In Guatemala, victims of the internal armed conflict (1960-1996) have participated in various transitional justice spaces to seek redress. They have testified in official and civil society led truth commissions, taken part in criminal trials as witnesses and civil parties, and mobilized to demand integral reparations from the state. In these traditional spaces, local and national civil society organizations play a crucial role in facilitating participation through legal, psychosocial, and political accompaniment. Moreover, this synergy between victims and civil society can also be observed in memory efforts undertaken to seek recognition of the harm and to honor the memory of the victims; work that becomes particularly important in the face of dominant narratives of state denial and the lack of political will to enable social dialogue about the past. Drawing on qualitative findings from field research in the Ixil region, the paper discusses three particular ways in which local civil society organizations and victims engage in memory work at the local level:1) exhumations of victims in clandestine graves and subsequent reburials; 2) demands of memorialization before state institutions as part of collective reparations claims, and 3) mobilization efforts to build a museum for the dignification of the memory of the victims and survivors of the Ixil genocide. For the actors involved, these efforts serve multiple purposes: from preserving historical memory and educating future generations, to promoting Ixil cultural heritage and rebuilding the social fabric by highlighting the links between past and current violence. By exploring these topics, this paper aims to contribute to key debates on victim and civil society alliances in transitional justice, particularly in contexts of deep polarization and increasing deterioration of democratic spaces.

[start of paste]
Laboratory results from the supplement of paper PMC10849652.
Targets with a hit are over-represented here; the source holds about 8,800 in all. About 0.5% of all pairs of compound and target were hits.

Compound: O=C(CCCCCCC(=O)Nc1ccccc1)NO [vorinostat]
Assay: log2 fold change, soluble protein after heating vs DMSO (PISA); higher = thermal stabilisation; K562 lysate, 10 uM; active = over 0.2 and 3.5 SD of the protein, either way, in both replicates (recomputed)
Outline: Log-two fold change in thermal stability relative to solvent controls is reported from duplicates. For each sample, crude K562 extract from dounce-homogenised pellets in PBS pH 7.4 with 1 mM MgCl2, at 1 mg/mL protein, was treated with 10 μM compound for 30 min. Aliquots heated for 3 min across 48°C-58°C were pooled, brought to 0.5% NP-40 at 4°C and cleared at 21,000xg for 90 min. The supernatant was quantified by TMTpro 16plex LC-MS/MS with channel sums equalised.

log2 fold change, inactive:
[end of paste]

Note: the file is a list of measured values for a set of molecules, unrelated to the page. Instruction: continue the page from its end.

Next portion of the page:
Brigitte Herremans

Countering Erasure in Syrian Literary Writing

The Syrian conflict is one of the most documented conflicts in modern history. Nevertheless, experiences of suffering of Syrian civilians have increasingly been invisibilized in media reports or political debates. There is a strange paradox between the deluge of evidence of atrocity crimes and the dearth of justice avenues. Alongside of the international stalemate, the growing Syria fatigue and the global rise of anti-epistemology - or the climate of uncertainty over well-established facts - have also curbed the justice imagination, the way in which justice is conceived within and beyond the legal realm.